Floyd McKissick Jr.

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Floyd McKissick Jr.
Floyd McKissick, Jr..jpg
Member of the North Carolina Senate
from the 20th district
Assumed office
2007
Preceded by Jeanne Hopkins Lucas
Personal details
Born (1952-11-21) November 21, 1952 (age 65)
Durham, North Carolina
Political party Democratic
Alma mater Clark University
UNC-Chapel Hill
Harvard University
Duke University
Occupation Attorney

Floyd Bixler McKissick Jr. (born November 21, 1952) is an American attorney and Democratic member of the North Carolina Senate.[1][2] He was appointed to the Senate by Governor Mike Easley on April 18, 2007 to replace the late Jeanne Hopkins Lucas and was later elected and re-elected in his own right. In 2011, he became Deputy Minority Leader in the Senate and chairman of the North Carolina Legislative Black Caucus.[3]

McKissick is the son of the late civil rights activist Floyd McKissick.

Education and career[edit]

McKissick works in civil litigation.[4] He practices business law, criminal defense, family law, and administrative law.[5]

McKissick received an A.B. Degree in Geography, from Clark University in Worcester, Massachusetts.[6] He received a master's degree in Regional Planning from UNC-Chapel Hill, and a master's degree in Public Administration, from Harvard University.[6] McKissick received a Juris Doctor Degree from the Duke University School of Law in Durham, North Carolina.[6] McKissick has practiced law since 1983 with a number of law firms, including Dickstein Shapiro in Washington, D.C., and Faison, Brown & Brough in Durham, N.C.[6] McKissick has practiced with McKissick & McKissick since 1990.[citation needed]

McKissick, during the course of his career, has represented Fortune 500 corporations, as well as small businesses, and numerous individuals.[citation needed] He was also certified as a Mediator by the North Carolina Courts in 1995.[citation needed]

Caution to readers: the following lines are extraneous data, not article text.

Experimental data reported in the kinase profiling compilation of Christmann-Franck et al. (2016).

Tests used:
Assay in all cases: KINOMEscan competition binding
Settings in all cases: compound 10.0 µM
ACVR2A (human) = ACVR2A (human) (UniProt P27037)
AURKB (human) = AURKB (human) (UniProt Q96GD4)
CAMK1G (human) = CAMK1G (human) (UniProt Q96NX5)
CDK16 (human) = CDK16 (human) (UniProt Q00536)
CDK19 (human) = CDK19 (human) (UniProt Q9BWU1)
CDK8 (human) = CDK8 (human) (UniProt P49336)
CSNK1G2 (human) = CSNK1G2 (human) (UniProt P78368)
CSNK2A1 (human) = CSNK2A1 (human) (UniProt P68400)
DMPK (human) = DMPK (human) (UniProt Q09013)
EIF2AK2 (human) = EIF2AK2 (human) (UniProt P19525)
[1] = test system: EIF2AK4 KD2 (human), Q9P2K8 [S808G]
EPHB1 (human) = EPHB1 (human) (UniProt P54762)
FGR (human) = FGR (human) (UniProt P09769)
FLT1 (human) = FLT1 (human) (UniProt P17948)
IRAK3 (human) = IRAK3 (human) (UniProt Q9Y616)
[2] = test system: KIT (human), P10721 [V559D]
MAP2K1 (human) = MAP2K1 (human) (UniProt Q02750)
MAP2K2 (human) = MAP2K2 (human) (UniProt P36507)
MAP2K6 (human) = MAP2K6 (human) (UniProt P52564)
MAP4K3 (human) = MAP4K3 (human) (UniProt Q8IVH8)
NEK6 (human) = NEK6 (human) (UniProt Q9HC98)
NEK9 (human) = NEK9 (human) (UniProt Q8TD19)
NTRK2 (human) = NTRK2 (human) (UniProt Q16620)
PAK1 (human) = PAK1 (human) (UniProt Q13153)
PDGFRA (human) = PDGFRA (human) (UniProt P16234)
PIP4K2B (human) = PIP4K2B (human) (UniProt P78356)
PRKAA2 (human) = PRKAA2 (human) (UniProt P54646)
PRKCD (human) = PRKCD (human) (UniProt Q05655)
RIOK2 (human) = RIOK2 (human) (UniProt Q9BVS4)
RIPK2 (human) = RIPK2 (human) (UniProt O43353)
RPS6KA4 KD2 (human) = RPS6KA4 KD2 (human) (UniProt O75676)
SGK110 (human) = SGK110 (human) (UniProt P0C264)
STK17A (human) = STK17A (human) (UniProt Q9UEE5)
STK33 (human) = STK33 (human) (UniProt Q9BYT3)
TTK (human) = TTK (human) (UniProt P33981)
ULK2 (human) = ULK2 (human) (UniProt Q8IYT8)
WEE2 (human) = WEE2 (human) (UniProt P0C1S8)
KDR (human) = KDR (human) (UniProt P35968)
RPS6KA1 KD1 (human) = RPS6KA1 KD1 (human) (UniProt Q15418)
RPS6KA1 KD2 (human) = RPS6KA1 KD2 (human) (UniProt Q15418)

He co-authored a guide book for the International Trade Administration in the U.S. Department of Commerce on Attracting Foreign Direct Investment to the United States (1981).[6]

He authored an article for the Construction Law Advisor on When An Owner Can Terminate a Construction Contract Due to Delay (1984).[citation needed]

McKissick was disciplined by the N.C. State Bar for professional misconduct involving a conflict of interest. The bar found that McKissick improperly represented both sides in a 2000 dispute involving the estate decisions of an elderly Durham man.[7]

In 1995, McKissick's former wife said he physically abused her, and in 2001 a former employee of his law firm said he hit her with a telephone. He was acquitted in both cases.[7]

Appointment to Senate[edit]

At the time of his selection by the Durham Democratic Party to fill the vacancy (due to the death of Jeanne Lucas from breast cancer) in District 20 in the state senate, McKissick was the chairman of the Durham County Democratic Party, which raised questions of a conflict of interest in the selection process.[8]

References[edit]

  1. ^ "2011-2012 Report for Sen. Floyd McKissick, Jr. - NCCPPR". 
  2. ^ "Floyd B. McKissick, Jr". Indy Week. 
  3. ^ Khanna, Samiha (February 2, 2011). "McKissick named chairman of N.C. Legislative Black Caucus". Independent Weekly. Retrieved May 8, 2012. 
  4. ^ "Civil Litigation". McKissick & McKissick. Retrieved March 13, 2017. 
  5. ^ "Practice Areas". McKissick & McKissick. Retrieved March 13, 2017. 
  6. ^ a b c d e "Meet the Triangle's candidates for the legislature". The News & Observer. October 19, 2016. Retrieved March 14, 2017. 
  7. ^ a b http://www.indyweek.com/indyweek/floyd-mckissick-jr-disciplined-by-nc-bar/Content?oid=1191697
  8. ^ Morgan, Fiona (April 4, 2007). "Durham Dems to select Lucas' successor". Independent Weekly. Retrieved May 8, 2012. 

External links[edit]